COVID-19 has thrown all aspects of our healthcare system into stark relief. From staff shortages and overwork to a lack of appropriate equipment available to combat the virus, every detail is under the socio-political microscope.
One such area facing particular scrutiny is healthcare construction and design, with questions rightly raised about infrastructural capacity to handle the current and future pandemics.
When it came into office in December 2019, this government made a manifesto commitment to the construction of 40 new hospitals. So far it’s only delivered six, and most of these are still works in progress. Given the current pressures faced by hospitals and facilities across the UK, this is nowhere near fast enough.
It’s time the construction industry stepped up. As an industry we play a vital role in delivering these buildings and we urgently need to scrutinise our methods and processes to increase efficiency. Fundamentally, we need to explore solutions which will help us build at pace, creating safe, modern and relevant spaces in which medical professionals can work effectively.
In tough times like these, it’s not constructive to dwell on the negatives. We need to find as many positives as we can and, as a structural and civil engineering firm, with many years’ experience working on healthcare projects, we’ve taken the time during lockdown to consider how we could help deliver safe and robust buildings with greater efficiency.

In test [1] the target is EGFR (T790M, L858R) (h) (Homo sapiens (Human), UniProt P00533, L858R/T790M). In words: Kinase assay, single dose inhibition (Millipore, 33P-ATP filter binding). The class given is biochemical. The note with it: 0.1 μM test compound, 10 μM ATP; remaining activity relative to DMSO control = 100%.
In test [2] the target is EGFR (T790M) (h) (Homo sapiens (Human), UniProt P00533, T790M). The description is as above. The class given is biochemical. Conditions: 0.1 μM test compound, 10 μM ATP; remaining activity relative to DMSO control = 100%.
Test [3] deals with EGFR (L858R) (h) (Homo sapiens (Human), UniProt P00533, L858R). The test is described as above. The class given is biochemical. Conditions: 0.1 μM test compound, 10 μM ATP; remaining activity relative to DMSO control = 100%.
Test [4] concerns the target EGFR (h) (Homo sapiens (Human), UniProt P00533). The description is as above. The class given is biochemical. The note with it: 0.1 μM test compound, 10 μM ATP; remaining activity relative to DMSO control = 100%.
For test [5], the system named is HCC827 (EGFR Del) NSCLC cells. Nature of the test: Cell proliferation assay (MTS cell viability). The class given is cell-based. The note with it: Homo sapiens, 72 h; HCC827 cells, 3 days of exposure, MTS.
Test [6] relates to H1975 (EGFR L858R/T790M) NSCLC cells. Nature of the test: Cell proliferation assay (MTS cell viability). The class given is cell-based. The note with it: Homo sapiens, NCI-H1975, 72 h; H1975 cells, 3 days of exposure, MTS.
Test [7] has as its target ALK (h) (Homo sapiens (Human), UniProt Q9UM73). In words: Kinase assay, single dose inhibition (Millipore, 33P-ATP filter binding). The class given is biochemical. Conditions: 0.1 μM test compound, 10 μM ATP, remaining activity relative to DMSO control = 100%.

For a rapid-response solution to the challenges we face, offsite construction is an obvious answer. It’s always had the capability to mobilise quickly to provide high-quality temporary and permanent accommodation, upscaling seamlessly to increase output.
Importantly, the partial pre-design of the structures makes it simpler to check structural loads in relation to the site, and the lightweight nature of components often means simple, more cost effective foundation designs.
Furthermore, the benefits of offsite technology are not just limited to structure. Utilising pre-designed mechanical and electrical components, or even precast foundations, can significantly enhance and speed-up the build. This also reduces the number of people required on site and minimises disruption to existing services, particularly important if extending an existing structure and/ or working in a busy live healthcare environment.
Setting the Standard
Another important efficiency-booster, which goes hand in hand with offsite construction, is standardisation. For example, there are many advantages to using pre-rendered ward and theatre block layouts, which generally require a standard configuration and have predefined space requirements.
This process saves essential time and money, through streamlining design input, realising efficiencies through volume manufacture of standardised components and waste reduction from utilising standard material sizes.
ProCure 22, the Department of Health and Social Care’s Construction Procurement framework, for the development and delivery of NHS capital schemes, aspires to this scenario.